We began this week with the first snowfall of the season gently blanketing the mountainside beyond Taylorsville.
This first glimpse of winter symbolizes the march of time in what has felt like an endlessly dry summer—one where our community was upended for weeks on end, concluding for far too many with tragedy and loss, in feelings of devastation and hopelessness.
This grief permeates everyday interactions between neighbors at home and with perfect strangers at the grocery store. Nothing feels normal around here, and our community is faced with the heavy question of, “What do we want tomorrow to look like?”
Our work at the Sierra Institute has always been forward-looking. Prior to the Dixie Fire, our efforts to build a forest restoration economy encompassed support to rural community well-being, fuels reduction efforts across our overstocked forests, and support to the economic development of small and local forestry businesses.
Even if businesses have jobs to offer, housing shortages limit where people can live, and now we are faced with the additional burden of road closures that significantly lengthen commute times.
The loss of Greenville has devastated our community
It is in this context that we recognize and celebrate National Forest Products Week.
Our years-long efforts towards building the Indian Valley Wood Products Campus in Crescent Mills could not have had more perfect timing.
Our campus is ready to meet the moment.
In the coming weeks, we will start down a new path in our relationship with J&C Enterprises as we look to install a sawmill at our Campus. The sawmill will locate timber processing capability within the community to enable processing of blackened timber from fire recovery.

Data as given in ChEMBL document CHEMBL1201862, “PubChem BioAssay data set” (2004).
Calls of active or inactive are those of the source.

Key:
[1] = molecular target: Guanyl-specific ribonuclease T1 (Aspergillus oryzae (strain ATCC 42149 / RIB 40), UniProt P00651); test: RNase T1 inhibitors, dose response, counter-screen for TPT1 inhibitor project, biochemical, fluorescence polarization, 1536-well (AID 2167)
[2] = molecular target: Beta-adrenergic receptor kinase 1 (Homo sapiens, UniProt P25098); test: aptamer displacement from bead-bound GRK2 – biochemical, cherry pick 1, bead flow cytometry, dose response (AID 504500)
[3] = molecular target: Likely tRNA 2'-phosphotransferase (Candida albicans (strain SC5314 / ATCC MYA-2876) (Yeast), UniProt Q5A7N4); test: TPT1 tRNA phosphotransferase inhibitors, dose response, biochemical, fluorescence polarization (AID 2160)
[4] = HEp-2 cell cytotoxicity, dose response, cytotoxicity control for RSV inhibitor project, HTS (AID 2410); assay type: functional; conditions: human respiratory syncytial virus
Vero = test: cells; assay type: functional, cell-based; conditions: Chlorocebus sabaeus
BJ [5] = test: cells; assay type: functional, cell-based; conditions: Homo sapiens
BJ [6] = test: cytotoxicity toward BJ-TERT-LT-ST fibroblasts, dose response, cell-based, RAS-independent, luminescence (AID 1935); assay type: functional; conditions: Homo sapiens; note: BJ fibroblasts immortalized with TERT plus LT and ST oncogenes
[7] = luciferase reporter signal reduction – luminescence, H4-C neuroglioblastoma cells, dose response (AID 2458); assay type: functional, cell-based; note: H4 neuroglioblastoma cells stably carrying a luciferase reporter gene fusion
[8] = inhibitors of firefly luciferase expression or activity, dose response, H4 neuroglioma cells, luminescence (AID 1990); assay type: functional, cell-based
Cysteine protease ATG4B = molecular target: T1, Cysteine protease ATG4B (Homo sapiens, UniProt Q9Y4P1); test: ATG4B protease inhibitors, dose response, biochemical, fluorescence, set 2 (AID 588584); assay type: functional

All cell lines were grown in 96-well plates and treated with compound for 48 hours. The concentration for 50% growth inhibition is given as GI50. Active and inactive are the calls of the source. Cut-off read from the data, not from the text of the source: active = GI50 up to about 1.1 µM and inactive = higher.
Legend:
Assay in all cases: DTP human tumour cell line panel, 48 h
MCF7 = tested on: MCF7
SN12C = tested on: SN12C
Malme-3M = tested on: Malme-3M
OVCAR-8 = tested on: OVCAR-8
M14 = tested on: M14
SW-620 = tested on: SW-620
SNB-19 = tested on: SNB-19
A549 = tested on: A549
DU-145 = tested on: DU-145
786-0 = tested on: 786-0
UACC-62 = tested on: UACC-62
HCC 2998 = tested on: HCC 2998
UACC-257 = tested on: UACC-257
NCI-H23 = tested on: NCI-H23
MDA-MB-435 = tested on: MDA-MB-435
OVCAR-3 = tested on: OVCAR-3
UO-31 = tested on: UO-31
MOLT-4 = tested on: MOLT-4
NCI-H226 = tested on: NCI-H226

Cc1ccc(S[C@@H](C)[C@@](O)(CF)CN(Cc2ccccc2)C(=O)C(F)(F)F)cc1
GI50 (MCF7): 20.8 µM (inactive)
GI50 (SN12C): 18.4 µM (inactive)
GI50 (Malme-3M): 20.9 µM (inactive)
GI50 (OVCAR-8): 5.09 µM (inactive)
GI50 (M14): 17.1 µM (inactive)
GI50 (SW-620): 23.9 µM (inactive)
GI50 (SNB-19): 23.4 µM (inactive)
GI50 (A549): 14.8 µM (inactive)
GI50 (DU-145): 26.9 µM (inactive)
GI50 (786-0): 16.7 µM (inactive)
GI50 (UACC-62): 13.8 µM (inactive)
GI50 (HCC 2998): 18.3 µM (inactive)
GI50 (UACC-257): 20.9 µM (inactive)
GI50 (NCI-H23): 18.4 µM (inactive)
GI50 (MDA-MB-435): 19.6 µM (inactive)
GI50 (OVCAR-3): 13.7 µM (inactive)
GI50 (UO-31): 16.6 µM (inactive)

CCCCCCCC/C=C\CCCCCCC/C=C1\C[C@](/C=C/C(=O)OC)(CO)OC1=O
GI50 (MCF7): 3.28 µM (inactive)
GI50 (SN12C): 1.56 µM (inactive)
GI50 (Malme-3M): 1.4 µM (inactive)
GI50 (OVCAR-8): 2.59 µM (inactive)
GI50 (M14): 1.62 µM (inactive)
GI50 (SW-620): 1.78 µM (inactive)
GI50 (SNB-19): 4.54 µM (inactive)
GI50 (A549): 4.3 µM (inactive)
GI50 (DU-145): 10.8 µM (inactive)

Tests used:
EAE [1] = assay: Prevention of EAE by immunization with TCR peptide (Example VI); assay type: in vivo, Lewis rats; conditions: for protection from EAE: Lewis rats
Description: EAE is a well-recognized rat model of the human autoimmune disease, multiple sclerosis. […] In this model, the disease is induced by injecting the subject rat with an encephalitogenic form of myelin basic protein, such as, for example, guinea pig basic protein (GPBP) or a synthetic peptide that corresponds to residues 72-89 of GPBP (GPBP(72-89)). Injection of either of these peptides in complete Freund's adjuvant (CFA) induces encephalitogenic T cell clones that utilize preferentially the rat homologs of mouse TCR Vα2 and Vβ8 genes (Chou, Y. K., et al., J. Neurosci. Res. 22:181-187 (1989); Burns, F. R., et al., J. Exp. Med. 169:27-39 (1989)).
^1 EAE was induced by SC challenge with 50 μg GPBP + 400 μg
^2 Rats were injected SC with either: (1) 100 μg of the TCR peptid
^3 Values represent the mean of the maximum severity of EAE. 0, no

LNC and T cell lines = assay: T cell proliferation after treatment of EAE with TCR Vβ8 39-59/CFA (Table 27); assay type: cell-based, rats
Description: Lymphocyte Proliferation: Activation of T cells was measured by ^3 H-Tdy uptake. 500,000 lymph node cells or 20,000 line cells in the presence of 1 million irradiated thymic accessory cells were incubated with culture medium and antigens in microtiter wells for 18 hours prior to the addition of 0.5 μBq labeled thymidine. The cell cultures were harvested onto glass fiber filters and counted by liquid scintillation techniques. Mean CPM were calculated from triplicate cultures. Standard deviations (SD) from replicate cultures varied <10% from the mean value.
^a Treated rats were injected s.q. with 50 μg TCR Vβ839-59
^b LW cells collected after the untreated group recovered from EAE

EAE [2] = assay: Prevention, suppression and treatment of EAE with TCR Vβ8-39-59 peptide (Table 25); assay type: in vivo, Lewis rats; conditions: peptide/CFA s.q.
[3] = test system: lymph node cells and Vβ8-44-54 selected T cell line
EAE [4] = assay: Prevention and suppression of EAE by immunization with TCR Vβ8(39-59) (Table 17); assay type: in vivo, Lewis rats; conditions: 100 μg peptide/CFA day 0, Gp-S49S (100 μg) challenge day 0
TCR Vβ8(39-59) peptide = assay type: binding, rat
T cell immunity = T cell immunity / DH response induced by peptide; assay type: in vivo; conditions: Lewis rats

Most importantly, though, it will ensure that trees harvested from fuels reduction work can enter the lumber market, thus facilitating timely forest treatment and hopefully reducing chances of future catastrophic wildfire.
The resulting local lumber supply will be a boon to our community members looking to rebuild their homes, especially given ongoing lumber supply availability and cost issues that have pervaded this pandemic.
Additionally, next week we will host our third, and our first in-person, Sierra Forest Entrepreneurs Workshop.
Small-scale and local forestry businesses are critical infrastructure for rural forested communities across the West facing threat of catastrophic wildfire. We are working with key delivery partners to support the needs of new and growing businesses, and we are optimistic that some successful wood products manufacturing businesses may grow out of the program.
With the purchase of a small-scale sawmill, Sierra Institute and J&C Enterprises will process blackened timber for lumber to help with rebuilding efforts in our community.
We need community-scale forest products manufacturing capability to support both rural development and forest treatment.
To this end, we celebrate those businesses that are doing the hard work of rebuilding forest products manufacturing capabilities in rural towns across the state.
We envision a future whereby forests sustainably supply regional needs, not just in ecosystem services, but in carbon-storing and fire-resistent materials, like mass timber panels for homes, that can help us build wildfire resilient communities.
Because we love our forests, we love locally-sourced forest products and aspire to see a post-Dixie future where improved forest management improves communities.
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